Dear English Department community,
Welcome back, and a special welcome to newly declared English majors just joining us for the first time! Given how isolated we all have been since covid-19 erupted this past winter, it feels especially good to reconnect this fall, albeit virtually.
My work as the chair of the Department of English has heightened my awareness of all that we have to offer to our students. We are a department of vibrant scholars and committed teachers who care deeply about our students and about the world we inhabit together. Reading the written commentary shared by our graduating seniors last spring affirmed this sense. On our virtual bulletin board students expressed their deep appreciation for the power of language instilled by their course work; they described their professors as beacons of hope and pillars of fortitude. We feel similarly about you all of course, and can’t wait to embark on another academic year together.
Yes, we have another semester of online learning in front of us, but faculty and graduate students have spent substantial time this summer taking workshops designed to help us make full use of the tools available to us on Blackboard. This past summer, led by Professor Annie Liontas, we embarked on a program of shared reading as part of a community building effort, starting with Gabriel Bump’s fabulous debut novel Everywhere You Don’t Belong. Stay tuned for more information on our next collective read. We will also host a wide range of departmental events this year, beginning with a reading by Cutter Wood, this year’s Jenny McKean Moore Writer-in-Residence. His reading will take place on Thursday September 10th at 6:30 pm. Links to this event will be sent out a few days in advance, so be on the lookout for that.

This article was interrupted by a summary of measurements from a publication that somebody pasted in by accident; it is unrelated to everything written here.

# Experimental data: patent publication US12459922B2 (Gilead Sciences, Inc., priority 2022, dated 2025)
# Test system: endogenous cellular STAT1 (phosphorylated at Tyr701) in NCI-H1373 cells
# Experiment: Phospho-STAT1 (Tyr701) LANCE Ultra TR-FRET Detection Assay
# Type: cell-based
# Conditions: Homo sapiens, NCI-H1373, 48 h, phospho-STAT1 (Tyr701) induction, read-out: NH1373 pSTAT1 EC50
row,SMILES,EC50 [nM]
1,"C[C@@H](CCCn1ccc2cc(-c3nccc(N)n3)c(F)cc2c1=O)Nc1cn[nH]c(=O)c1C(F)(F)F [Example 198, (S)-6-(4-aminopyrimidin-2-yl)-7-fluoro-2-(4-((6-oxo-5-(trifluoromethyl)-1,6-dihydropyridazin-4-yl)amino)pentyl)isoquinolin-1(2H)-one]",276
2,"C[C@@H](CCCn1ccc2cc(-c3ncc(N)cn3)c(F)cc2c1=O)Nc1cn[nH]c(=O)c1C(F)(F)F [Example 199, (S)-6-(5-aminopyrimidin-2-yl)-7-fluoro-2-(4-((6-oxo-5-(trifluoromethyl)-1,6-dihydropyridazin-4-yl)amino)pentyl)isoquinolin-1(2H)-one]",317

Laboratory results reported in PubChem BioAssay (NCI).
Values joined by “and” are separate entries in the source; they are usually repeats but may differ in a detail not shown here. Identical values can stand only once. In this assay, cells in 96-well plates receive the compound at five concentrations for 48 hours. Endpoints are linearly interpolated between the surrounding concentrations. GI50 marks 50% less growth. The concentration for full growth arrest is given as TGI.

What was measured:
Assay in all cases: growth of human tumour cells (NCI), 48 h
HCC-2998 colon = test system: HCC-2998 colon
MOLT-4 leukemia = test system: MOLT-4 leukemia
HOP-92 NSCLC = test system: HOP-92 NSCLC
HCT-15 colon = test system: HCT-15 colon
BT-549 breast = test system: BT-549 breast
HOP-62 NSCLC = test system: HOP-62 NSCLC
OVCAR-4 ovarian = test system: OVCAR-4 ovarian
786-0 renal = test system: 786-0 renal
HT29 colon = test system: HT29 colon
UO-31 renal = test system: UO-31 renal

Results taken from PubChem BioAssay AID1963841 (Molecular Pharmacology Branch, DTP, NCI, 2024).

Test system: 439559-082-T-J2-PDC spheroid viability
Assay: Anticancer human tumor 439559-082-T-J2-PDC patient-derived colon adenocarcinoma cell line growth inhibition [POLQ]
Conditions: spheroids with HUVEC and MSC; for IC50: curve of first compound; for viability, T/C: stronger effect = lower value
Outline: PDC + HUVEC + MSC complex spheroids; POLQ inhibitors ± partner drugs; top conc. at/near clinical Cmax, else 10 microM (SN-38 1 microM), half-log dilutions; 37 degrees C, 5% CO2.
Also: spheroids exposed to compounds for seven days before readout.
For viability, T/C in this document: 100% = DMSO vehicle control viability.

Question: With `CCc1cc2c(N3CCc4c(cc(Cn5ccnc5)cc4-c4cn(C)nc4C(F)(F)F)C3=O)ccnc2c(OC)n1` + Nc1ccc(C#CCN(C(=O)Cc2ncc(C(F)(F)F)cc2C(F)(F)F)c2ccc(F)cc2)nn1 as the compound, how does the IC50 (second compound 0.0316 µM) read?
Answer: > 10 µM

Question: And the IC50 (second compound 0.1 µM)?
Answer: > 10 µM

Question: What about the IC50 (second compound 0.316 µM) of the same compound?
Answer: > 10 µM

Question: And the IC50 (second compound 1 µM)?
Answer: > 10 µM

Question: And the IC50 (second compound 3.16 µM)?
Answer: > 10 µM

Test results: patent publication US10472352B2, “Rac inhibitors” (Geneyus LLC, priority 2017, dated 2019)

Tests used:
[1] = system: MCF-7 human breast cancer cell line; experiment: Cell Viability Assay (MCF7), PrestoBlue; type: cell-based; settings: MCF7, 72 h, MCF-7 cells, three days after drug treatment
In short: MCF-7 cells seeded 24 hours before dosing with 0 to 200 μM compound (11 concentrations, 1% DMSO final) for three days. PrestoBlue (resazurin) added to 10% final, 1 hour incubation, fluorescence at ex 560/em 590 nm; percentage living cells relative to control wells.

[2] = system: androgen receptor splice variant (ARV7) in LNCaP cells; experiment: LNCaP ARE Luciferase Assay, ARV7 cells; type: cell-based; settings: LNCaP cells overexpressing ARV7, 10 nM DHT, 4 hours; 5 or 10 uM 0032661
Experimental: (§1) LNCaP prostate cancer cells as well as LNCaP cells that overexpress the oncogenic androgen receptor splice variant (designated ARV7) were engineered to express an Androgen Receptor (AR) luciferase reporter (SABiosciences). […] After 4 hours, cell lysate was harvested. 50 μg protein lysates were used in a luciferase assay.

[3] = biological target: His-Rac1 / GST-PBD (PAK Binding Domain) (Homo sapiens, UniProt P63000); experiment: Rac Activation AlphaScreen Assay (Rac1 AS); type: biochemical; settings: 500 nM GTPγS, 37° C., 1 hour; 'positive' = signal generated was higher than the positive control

That event will be followed by an enhanced version of our annual Shakespeare Lecture. This year we will feature two Shakespeare scholars, Joyce Green MacDonald and Ambereen Dadabhoy, each presenting work on Shakespeare and adaptation and engaging in dialogue with one another and with us. This event will be held at 3:00 pm Eastern time on Friday Sept 18th. Stay tuned for more details, including the titles of their talks and information about opportunities to pre- or post-screen “Haider,” a 2014 Indian adaptation of “Hamlet” produced and directed by Vishal Bhardwaj, produced by Siddharth Roy Kapur, and co-written by Basharat Peer.
Another exciting event for the fall will feature important and incredibly timely work of literature scholar Sal Nicolazzo, whose book Vagrant Figures: Law, Literature, and the Origins of the Police explores the important role of eighteenth-century literary treatments of policing and vagrancy. Professor Nicolazzo offers a prehistory of police legitimacy in a period that predates the establishment of the modern police force. Details on the time and date for this event will be shared as soon as they are available.
We will use all tools available to us to communicate, but rely on you to check your email regularly and, if possible, to follow us on our blog (https://gwenglish.blogspot.com/), on twitter (@gwengl, on facebook (@GWUEnglish) and on Instagram (gwuenglish). Finally, I am available the old-fashioned way. Contact me at firstname.lastname@example.org with any questions or concerns or to schedule a phone call or meeting. All the very best for a rewarding academic year. Sincerely, Maria Frawley